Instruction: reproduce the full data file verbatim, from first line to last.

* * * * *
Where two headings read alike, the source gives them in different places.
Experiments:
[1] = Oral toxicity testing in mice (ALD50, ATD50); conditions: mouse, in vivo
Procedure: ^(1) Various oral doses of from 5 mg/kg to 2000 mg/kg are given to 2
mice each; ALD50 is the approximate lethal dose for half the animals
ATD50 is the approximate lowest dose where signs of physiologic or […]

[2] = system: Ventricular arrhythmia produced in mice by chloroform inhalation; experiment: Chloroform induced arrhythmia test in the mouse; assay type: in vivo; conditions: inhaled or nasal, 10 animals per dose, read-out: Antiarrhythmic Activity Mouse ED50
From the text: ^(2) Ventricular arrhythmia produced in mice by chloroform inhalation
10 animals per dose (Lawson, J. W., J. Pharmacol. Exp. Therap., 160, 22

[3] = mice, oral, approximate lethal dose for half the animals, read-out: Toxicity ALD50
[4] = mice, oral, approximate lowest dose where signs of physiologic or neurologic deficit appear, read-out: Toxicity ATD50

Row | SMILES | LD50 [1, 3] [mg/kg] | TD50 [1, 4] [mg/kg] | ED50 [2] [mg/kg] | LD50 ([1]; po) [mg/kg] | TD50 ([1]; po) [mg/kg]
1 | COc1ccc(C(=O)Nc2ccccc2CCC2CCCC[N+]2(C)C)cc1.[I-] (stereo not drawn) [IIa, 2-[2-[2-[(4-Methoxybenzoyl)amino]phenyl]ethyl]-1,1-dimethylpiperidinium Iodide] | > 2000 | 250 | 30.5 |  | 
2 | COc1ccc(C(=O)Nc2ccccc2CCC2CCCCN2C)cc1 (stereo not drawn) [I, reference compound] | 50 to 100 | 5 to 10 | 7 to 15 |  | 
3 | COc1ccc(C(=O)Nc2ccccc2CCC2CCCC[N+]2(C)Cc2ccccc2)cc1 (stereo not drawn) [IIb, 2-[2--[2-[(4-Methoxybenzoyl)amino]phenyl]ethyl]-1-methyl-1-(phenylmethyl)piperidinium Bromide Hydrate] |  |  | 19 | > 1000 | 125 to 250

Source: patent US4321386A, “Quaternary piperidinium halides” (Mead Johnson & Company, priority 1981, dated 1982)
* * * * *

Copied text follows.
Where two headings read alike, the source gives them in different places.
Experiments:
[1] = Oral toxicity testing in mice (ALD50, ATD50); conditions: mouse, in vivo
Procedure: ^(1) Various oral doses of from 5 mg/kg to 2000 mg/kg are given to 2
mice each; ALD50 is the approximate lethal dose for half the animals
ATD50 is the approximate lowest dose where signs of physiologic or […]

[2] = system: Ventricular arrhythmia produced in mice by chloroform inhalation; experiment: Chloroform induced arrhythmia test in the mouse; assay type: in vivo; conditions: inhaled or nasal, 10 animals per dose, read-out: Antiarrhythmic Activity Mouse ED50
From the text: ^(2) Ventricular arrhythmia produced in mice by chloroform inhalation
10 animals per dose (Lawson, J. W., J. Pharmacol. Exp. Therap., 160, 22

[3] = mice, oral, approximate lethal dose for half the animals, read-out: Toxicity ALD50
[4] = mice, oral, approximate lowest dose where signs of physiologic or neurologic deficit appear, read-out: Toxicity ATD50

Row | SMILES | LD50 [1, 3] [mg/kg] | TD50 [1, 4] [mg/kg] | ED50 [2] [mg/kg] | LD50 ([1]; po) [mg/kg] | TD50 ([1]; po) [mg/kg]
1 | COc1ccc(C(=O)Nc2ccccc2CCC2CCCC[N+]2(C)C)cc1.[I-] (stereo not drawn) [IIa, 2-[2-[2-[(4-Methoxybenzoyl)amino]phenyl]ethyl]-1,1-dimethylpiperidinium Iodide] | > 2000 | 250 | 30.5 |  | 
2 | COc1ccc(C(=O)Nc2ccccc2CCC2CCCCN2C)cc1 (stereo not drawn) [I, reference compound] | 50 to 100 | 5 to 10 | 7 to 15 |  | 
3 | COc1ccc(C(=O)Nc2ccccc2CCC2CCCC[N+]2(C)Cc2ccccc2)cc1 (stereo not drawn) [IIb, 2-[2--[2-[(4-Methoxybenzoyl)amino]phenyl]ethyl]-1-methyl-1-(phenylmethyl)piperidinium Bromide Hydrate] |  |  | 19 | > 1000 | 125 to 250

Source: patent US4321386A, “Quaternary piperidinium halides” (Mead Johnson & Company, priority 1981, dated 1982)